Original URL: http://www.theregister.co.uk/2011/06/30/lenovo_thinkpad_x220t_review/

Lenovo Thinkpad X220T 12.5in tablet PC

A fondleslab too far?

By Andrew Orlowski

Posted in Tablets, 30th June 2011 06:05 GMT

Review A recent business profile of Lenovo in a national newspaper made an interesting assertion. "Anyone you spot on the Tube using a ThinkPad has almost certainly obtained it from their employer," claimed the reporter.

Lenovo ThinkPad X220T

Tablet with a twist: Lenovo's ThinkPad X220T

Well, discerning readers know this isn’t true. The build quality, devotion to no-frills heavy lifting, the aftermarket support, and ease of maintenance have long made ThinkPads a favourite. This is a machine for people who know their work, and want to buy the best tool possible to get it done.

The X220 is the most significant overhaul to the premium lightweight X-series in three years; the new model replaces both the X201 and the pricey flagship, the X301. The standard laptop isn’t in the channel yet and wasn’t available for review, but the Tablet version is here; I’ll start by summarising the changes common to both laptop and tablet models.

The single biggest change is a slight increase in width over the X200/X201, to accommodate a 12.5in (diagonal), 1366 x 768 screen. This offers a little more real estate than the 1280 x 800 of the X200s, but at the expense of vital vertical viewing area – a consequence of shifting from 4:3 to 16:9 ratio displays in line with the rest of the market. This isn’t a popular move with long-time users – and remember that some 13.3in X300s models offered a 1440 x 900 resolution display option. If you need one, Fujitsu still offers laptops with 4:3 ratio displays.

Lenovo has also brought modern display I/O to the X-series with Displayport. The X301 had a Displayport, but no card slot, while the X200s shunned DVI and HDMI digital video ports. Don’t worry, the VGA port is still there. And it’s a relief to see the Expresscard 54 slot, an endangered species these days, going strong – giving access to a range of essential upgrades such as fast I/O (Firewire, eSATA), SSD cards and professional audio options.

Lenovo ThinkPad X220T

The new widescreen aspect consequently broadens the keyboard real estate

The build quality is as you’d expect, outstanding, with a magnesium alloy chassis, showing no hint of flexing, and the familiar matte finish. The keyboard makes the most of the room in the expanded chassis, and ranks as the best I have used on an X-series, and perhaps any ThinkPad, being firm, light, consistent and perfectly sprung. Finger fatigue is noticeably less after using a well made keyboard. It is a sheer pleasure to use. The extra vertical space has allowed Lenovo to use doublesized Delete and Escape keys.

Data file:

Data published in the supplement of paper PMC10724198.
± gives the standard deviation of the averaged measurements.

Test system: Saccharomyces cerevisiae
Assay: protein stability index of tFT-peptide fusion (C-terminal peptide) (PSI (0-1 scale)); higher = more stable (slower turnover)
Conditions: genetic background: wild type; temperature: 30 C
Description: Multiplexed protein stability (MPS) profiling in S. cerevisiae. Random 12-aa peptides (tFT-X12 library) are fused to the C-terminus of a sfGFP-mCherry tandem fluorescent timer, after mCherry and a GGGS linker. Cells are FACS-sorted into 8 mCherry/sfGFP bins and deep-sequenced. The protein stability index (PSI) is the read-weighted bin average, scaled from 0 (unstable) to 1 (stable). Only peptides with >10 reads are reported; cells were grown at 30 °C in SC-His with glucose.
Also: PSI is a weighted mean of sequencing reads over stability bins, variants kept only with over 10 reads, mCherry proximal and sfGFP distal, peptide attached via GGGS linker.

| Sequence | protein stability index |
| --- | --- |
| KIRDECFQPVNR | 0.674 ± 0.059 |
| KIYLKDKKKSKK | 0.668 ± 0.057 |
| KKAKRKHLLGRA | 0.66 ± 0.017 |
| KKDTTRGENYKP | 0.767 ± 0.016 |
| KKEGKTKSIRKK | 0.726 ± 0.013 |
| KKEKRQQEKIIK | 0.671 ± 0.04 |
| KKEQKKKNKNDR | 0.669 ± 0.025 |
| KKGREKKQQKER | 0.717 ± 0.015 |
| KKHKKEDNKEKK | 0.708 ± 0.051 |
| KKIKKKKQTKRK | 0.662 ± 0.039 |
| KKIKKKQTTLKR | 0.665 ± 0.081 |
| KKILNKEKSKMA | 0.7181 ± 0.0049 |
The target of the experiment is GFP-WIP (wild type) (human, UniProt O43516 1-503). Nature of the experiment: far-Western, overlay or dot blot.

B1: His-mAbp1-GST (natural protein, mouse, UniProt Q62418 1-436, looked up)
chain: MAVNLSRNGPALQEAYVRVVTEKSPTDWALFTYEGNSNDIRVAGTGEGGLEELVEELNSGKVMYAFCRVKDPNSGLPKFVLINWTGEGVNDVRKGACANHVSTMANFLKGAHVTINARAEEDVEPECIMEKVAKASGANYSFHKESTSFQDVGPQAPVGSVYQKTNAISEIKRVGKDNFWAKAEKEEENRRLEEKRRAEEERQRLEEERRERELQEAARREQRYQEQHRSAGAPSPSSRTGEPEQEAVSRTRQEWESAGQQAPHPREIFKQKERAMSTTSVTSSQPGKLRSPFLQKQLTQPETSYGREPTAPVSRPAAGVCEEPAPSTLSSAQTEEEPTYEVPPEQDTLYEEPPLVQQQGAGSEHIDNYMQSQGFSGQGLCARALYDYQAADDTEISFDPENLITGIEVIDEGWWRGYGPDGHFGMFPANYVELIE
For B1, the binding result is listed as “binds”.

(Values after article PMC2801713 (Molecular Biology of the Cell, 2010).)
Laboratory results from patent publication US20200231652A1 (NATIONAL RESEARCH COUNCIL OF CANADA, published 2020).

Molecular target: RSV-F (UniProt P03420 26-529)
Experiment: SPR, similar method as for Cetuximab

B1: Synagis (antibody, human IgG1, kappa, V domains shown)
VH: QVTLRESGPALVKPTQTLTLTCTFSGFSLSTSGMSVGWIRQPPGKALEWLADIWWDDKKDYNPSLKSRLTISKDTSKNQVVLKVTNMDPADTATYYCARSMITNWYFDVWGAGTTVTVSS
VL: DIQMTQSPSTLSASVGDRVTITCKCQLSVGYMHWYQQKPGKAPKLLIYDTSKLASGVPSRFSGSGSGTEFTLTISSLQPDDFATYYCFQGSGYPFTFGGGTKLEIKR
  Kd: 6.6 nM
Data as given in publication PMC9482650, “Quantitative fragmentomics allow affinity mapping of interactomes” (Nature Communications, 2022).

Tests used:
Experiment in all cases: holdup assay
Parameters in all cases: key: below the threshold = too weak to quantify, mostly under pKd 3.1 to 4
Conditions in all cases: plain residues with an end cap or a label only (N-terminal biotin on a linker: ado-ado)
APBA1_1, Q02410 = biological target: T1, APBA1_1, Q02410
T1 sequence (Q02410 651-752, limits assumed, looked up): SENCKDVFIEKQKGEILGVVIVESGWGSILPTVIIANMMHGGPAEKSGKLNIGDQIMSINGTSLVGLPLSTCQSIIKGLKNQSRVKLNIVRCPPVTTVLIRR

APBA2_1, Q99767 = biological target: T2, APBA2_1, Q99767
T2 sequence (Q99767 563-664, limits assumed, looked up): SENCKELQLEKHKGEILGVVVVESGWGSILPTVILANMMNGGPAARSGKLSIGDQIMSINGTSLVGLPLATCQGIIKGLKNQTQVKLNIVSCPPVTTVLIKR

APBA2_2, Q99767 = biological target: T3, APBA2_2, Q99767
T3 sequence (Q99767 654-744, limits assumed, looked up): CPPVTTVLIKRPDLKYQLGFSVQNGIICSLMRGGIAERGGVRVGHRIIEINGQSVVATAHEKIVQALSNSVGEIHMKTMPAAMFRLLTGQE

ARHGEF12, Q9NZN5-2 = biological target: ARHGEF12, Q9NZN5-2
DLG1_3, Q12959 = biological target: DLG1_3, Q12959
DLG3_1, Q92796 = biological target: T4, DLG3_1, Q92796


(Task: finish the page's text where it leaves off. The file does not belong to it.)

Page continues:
Screen test

With the new model Lenovo has also attempted to improve its reputation for dim screens. The X220T uses an IPS screen rated at 300 nits, this model uses Gorilla Glass and was markedly more bright than the predecessor-but-one. All the models use matte, antigloss displays. The review sample was equipped with a quadcore Intel i7-2620M processor at 2.7Ghz, 4GB of RAM and, disappointingly, a Hitachi Travelstar 7200rpm HD.

Lenovo ThinkPad X220T

That higher edge on one side is due to the antennae housing

This level of processing power in a portable comes with a penality; protruding from the rear of the machine is a substantial six-cell battery. While some maintain that the tapered battery is useful as a handle when using the machine in tablet, portrait mode, I found that it made the machine look significantly more bulky than it needs to, or would do with the flush three-cell battery.

By comparison with the venerable 15in T42, the X200 felt tiny. Now the X220 feels only slightly smaller. Incidentally, there’s a protrusion at the front lip of the lid that houses the antennas, but this helps to open the lid.

Lenovo ThinkPad X220T

Closed for business